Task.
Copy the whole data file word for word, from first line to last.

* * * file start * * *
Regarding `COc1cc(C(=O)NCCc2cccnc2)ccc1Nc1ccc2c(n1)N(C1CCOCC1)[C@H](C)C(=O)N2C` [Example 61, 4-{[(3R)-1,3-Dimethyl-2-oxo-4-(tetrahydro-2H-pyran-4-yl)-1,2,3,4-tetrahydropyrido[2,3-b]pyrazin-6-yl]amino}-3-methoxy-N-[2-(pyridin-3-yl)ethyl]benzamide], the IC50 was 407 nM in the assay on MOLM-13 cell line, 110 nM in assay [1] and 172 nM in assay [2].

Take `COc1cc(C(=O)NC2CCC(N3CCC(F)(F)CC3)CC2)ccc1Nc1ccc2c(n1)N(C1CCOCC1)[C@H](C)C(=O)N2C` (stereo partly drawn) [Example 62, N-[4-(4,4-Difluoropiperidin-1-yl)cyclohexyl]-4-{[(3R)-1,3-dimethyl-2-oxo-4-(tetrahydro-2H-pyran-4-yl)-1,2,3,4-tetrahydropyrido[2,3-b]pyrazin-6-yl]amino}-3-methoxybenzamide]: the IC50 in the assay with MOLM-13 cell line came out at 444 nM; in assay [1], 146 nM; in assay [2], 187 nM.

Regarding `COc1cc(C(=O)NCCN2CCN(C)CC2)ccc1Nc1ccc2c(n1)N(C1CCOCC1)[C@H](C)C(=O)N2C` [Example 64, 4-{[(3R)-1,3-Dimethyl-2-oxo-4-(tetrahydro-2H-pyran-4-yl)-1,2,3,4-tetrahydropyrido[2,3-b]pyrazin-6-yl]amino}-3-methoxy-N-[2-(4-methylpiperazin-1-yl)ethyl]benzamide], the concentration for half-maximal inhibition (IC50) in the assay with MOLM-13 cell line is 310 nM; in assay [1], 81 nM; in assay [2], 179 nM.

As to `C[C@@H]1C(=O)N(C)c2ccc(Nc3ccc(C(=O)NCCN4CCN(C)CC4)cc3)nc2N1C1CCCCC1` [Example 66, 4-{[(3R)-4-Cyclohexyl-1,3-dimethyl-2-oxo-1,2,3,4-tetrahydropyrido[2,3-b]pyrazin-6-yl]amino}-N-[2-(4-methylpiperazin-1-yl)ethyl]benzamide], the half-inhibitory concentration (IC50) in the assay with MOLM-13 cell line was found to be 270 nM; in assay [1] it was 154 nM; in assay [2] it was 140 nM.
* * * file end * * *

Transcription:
Regarding `COc1cc(C(=O)NCCc2cccnc2)ccc1Nc1ccc2c(n1)N(C1CCOCC1)[C@H](C)C(=O)N2C` [Example 61, 4-{[(3R)-1,3-Dimethyl-2-oxo-4-(tetrahydro-2H-pyran-4-yl)-1,2,3,4-tetrahydropyrido[2,3-b]pyrazin-6-yl]amino}-3-methoxy-N-[2-(pyridin-3-yl)ethyl]benzamide], the IC50 was 407 nM in the assay on MOLM-13 cell line, 110 nM in assay [1] and 172 nM in assay [2].

Take `COc1cc(C(=O)NC2CCC(N3CCC(F)(F)CC3)CC2)ccc1Nc1ccc2c(n1)N(C1CCOCC1)[C@H](C)C(=O)N2C` (stereo partly drawn) [Example 62, N-[4-(4,4-Difluoropiperidin-1-yl)cyclohexyl]-4-{[(3R)-1,3-dimethyl-2-oxo-4-(tetrahydro-2H-pyran-4-yl)-1,2,3,4-tetrahydropyrido[2,3-b]pyrazin-6-yl]amino}-3-methoxybenzamide]: the IC50 in the assay with MOLM-13 cell line came out at 444 nM; in assay [1], 146 nM; in assay [2], 187 nM.

Regarding `COc1cc(C(=O)NCCN2CCN(C)CC2)ccc1Nc1ccc2c(n1)N(C1CCOCC1)[C@H](C)C(=O)N2C` [Example 64, 4-{[(3R)-1,3-Dimethyl-2-oxo-4-(tetrahydro-2H-pyran-4-yl)-1,2,3,4-tetrahydropyrido[2,3-b]pyrazin-6-yl]amino}-3-methoxy-N-[2-(4-methylpiperazin-1-yl)ethyl]benzamide], the concentration for half-maximal inhibition (IC50) in the assay with MOLM-13 cell line is 310 nM; in assay [1], 81 nM; in assay [2], 179 nM.

As to `C[C@@H]1C(=O)N(C)c2ccc(Nc3ccc(C(=O)NCCN4CCN(C)CC4)cc3)nc2N1C1CCCCC1` [Example 66, 4-{[(3R)-4-Cyclohexyl-1,3-dimethyl-2-oxo-1,2,3,4-tetrahydropyrido[2,3-b]pyrazin-6-yl]amino}-N-[2-(4-methylpiperazin-1-yl)ethyl]benzamide], the half-inhibitory concentration (IC50) in the assay with MOLM-13 cell line was found to be 270 nM; in assay [1] it was 154 nM; in assay [2] it was 140 nM.